When hospitals think information technology, the 100-million-dollar gorilla in the room is electronic health records (EHR). While the adoption of these systems is meant to improve healthcare and create cost savings, EHR software systems are sprawling, their implementation complex and their price tags can run in the millions to hundreds of millions of dollars. At the high-end there are places like Boston-based Partners HealthCare, which went live with Epic (the EHR market-share leader) to the tune of $1.2 billion, after a three-year implementation process.
When speaking with hospital leaders on this subject, we've heard them use phrases like “IT pressure”, which is to say, beyond budget constraints, not having the IT staff bandwidth to deal with more on-site hosting of software systems, or complex implementations, especially after the move to EHR. There is of course cloud-based, healthcare technology that fits into departments' budgets and isn’t a large capital expenditure. These agile, cost effective software solutions can be accessed from workstations on wheels or mobile devices, and the implementation of this technology and return on investment is measured in months instead of years. When you talk about the interoperability of these software systems, it’s more often the rule than the exception.
Fast Implementation, Immediate ROI
From initial workflow analysis to hospital-wide implementation, it took approximately three months for University Hospital in San Antonio, a 700-bed academic medical center and level-I trauma center, to deploy an automated equipment workflow solution to manage 7,000 medical pumps using RTLS (real-time location system), at a cost of less than $100,000. The hospital saw relatively immediate return on that investment, by avoiding the need to purchase extra pumps at a cost of almost $200,000; something they thought was necessary before the new workflow and software streamlined their equipment distribution process, and freed up their existing inventory of pumps.
Fast implementation of new software and technology also means minimal strain on staff time and resources. SUNY Upstate University Hospital, a 420-bed, level-I trauma center in Syracuse, New York implemented a service request software solution for nurses (enabling them to easily request equipment delivery) while the hospital was also rolling out Epic. Nurses were successfully trained in tandem on both pieces of software, in large part because the service request software was easy to use and easy to train on. “We rolled out the iGotIt application, within about a month we were hospital-wide, which was about two months faster than we had initially thought,” said Brian Reed, Manager of Central Equipment.
It took Reed and his department just two twelve-hour days of giving tutorials to the first nursing units before they were live and his department had requests coming in through the software. With the average response times for equipment delivery dramatically improved — from an hour to 15 minutes — within a week five other nursing units who weren’t part of the initial rollout wanted in. The ease of use and immediate benefits of the software created an environment of easy adoption among the nursing staff, who were initially skeptical of new software.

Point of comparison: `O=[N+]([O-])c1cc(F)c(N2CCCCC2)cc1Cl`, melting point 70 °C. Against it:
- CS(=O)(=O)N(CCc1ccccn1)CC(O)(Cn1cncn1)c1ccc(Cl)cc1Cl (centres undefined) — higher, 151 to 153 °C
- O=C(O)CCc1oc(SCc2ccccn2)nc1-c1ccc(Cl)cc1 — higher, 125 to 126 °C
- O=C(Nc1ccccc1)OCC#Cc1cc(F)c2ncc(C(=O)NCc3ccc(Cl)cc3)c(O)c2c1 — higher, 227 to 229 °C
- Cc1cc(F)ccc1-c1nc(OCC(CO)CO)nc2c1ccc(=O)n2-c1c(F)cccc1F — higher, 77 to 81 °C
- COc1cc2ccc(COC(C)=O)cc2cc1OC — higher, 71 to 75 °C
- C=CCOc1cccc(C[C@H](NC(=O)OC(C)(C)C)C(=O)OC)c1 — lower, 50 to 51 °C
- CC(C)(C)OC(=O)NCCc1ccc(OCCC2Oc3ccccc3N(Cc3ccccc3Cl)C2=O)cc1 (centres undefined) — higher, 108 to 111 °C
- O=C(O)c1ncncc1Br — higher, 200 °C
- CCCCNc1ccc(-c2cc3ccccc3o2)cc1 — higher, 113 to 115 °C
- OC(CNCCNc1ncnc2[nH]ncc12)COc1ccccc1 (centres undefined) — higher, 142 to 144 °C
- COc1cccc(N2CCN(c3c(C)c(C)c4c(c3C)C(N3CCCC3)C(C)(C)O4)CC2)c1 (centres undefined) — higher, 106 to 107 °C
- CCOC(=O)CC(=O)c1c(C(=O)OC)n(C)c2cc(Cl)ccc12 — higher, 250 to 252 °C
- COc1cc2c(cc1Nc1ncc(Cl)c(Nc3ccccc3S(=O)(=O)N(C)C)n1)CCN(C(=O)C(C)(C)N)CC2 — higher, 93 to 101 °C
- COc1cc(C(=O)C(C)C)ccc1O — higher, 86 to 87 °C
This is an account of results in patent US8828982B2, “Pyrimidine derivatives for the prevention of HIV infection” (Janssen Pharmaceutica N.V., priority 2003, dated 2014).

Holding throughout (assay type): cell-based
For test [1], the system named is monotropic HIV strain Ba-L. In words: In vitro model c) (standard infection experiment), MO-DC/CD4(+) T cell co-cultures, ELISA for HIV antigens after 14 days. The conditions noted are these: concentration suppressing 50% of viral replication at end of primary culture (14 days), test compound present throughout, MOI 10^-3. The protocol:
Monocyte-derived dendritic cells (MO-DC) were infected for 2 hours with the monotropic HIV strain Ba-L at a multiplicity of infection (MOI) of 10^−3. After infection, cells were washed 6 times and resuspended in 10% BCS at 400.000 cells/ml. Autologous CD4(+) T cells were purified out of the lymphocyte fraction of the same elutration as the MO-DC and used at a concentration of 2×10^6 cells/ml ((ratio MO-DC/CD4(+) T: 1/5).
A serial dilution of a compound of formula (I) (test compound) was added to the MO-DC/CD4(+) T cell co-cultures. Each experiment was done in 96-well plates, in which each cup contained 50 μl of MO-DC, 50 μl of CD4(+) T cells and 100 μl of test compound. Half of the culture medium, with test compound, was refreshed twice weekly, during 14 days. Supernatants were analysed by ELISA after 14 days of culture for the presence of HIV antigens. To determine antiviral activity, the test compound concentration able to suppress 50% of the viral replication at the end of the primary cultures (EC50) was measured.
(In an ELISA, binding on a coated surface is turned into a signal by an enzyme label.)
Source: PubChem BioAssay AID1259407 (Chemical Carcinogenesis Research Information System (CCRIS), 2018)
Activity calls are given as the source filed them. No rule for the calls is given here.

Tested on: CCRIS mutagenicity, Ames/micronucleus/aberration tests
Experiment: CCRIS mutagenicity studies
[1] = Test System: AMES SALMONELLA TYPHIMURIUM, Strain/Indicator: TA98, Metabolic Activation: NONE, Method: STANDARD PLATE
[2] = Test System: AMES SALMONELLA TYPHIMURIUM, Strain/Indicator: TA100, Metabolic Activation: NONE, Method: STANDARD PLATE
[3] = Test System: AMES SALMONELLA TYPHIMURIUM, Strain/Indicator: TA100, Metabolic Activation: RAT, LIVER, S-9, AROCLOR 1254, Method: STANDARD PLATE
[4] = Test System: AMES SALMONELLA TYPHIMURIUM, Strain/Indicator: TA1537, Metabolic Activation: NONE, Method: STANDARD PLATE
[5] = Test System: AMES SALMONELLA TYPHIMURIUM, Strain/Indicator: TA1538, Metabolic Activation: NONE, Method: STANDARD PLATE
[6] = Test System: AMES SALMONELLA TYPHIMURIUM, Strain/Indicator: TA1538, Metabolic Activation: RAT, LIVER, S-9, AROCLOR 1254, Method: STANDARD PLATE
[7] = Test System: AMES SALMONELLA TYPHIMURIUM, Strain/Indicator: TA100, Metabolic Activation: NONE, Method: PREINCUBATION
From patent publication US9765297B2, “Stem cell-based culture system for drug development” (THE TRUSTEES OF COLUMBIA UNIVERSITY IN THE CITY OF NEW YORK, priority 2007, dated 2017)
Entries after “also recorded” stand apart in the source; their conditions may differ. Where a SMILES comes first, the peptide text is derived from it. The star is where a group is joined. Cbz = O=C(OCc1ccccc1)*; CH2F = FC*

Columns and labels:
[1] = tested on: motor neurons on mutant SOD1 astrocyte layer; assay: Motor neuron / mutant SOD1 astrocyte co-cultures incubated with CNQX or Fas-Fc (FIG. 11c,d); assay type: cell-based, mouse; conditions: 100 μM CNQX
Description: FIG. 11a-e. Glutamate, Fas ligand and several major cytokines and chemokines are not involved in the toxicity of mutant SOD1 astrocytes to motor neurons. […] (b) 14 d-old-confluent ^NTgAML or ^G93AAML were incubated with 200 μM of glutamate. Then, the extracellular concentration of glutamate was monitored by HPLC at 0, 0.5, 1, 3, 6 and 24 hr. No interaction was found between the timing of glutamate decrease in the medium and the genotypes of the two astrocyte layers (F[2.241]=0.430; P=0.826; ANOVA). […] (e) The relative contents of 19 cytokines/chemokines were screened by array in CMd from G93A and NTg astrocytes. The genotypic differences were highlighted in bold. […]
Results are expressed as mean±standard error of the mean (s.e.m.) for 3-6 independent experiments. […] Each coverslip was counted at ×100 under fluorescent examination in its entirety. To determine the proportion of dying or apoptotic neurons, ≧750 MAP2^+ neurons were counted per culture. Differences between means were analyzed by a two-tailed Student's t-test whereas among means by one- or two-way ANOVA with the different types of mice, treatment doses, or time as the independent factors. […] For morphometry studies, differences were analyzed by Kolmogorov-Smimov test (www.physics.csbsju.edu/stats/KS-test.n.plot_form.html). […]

Medical University of South Carolina (MUSC) deployed an equipment tracking solution with RFID (radio-frequency identification) at their Medical Center and Children's Hospital buildings, taking two weeks to install about 110 read points throughout the hospital, and six weeks for tagging 6,000 pieces of equipment — 4,500 of which were new infusion pumps being changed out by the manufacturer. The hospital has now expanded its asset tracking efforts to more areas of the hospital on some 20,000 pieces of equipment. MUSC’s improved equipment workflow enabled the hospital to free up bladder scanner availability, and avoid purchasing extra scanners at the cost of over $200,000.
Getting the Message
The move to EHR was a government mandated one. Hospitals needed to comply or face penalty. The new paradigm for healthcare information technology, like these success stories, is one where hospitals have a choice. The choice to fix broken processes and procedures with the help of new technologies to become more efficient, provide better care and save money. We’ve come to a place with technology where we don’t have to accept the status quo; whether it's booking a hotel, waiting for a taxi, or delivering infusion pumps to patients.
Across this disruptive environment, the opportunities for hospitals and healthcare providers has never been greater. It seems like the government is starting getting the message as well. At the recent J.P. Morgan Healthcare Conference in San Francisco, CMS Acting Administrator Andy Slavitt spoke of ending, or at the very least altering the Meaningful Use program in 2016. "The focus will move away from rewarding providers for the use of technology and towards the outcome they achieve with their patients, said Slavitt. "Providers will be able to customize their goals so tech companies can build around the individual practice needs, not the needs of the government. Technology must be user-centered and support physicians, not distract them."